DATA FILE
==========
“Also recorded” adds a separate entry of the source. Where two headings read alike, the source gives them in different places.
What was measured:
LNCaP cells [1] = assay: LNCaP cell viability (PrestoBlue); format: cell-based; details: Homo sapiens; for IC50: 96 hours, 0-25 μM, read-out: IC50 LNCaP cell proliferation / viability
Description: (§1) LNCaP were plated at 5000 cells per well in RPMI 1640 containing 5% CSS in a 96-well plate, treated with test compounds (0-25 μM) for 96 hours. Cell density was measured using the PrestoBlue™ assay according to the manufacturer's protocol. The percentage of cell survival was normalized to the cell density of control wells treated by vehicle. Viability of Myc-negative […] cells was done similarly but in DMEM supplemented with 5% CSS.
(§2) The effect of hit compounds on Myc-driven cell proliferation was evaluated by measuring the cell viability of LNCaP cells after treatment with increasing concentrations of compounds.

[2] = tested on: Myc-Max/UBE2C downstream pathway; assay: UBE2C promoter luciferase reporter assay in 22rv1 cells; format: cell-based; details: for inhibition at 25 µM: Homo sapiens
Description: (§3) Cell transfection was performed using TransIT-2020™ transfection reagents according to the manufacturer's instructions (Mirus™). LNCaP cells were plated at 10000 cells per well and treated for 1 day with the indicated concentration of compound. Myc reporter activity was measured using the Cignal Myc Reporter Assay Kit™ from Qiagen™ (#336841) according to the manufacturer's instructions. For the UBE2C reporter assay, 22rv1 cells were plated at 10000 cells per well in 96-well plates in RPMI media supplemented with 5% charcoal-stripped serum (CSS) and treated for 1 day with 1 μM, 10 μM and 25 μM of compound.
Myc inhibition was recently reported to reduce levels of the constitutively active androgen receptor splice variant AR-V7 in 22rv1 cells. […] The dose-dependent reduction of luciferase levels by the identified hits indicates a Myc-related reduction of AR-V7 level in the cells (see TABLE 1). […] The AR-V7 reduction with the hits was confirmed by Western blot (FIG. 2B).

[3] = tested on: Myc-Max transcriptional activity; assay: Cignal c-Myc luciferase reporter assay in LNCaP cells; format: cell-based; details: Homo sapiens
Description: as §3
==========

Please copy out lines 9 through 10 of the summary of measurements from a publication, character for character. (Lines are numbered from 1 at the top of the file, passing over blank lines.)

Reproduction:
[3] = tested on: Myc-Max transcriptional activity; assay: Cignal c-Myc luciferase reporter assay in LNCaP cells; format: cell-based; details: Homo sapiens
Description: as §3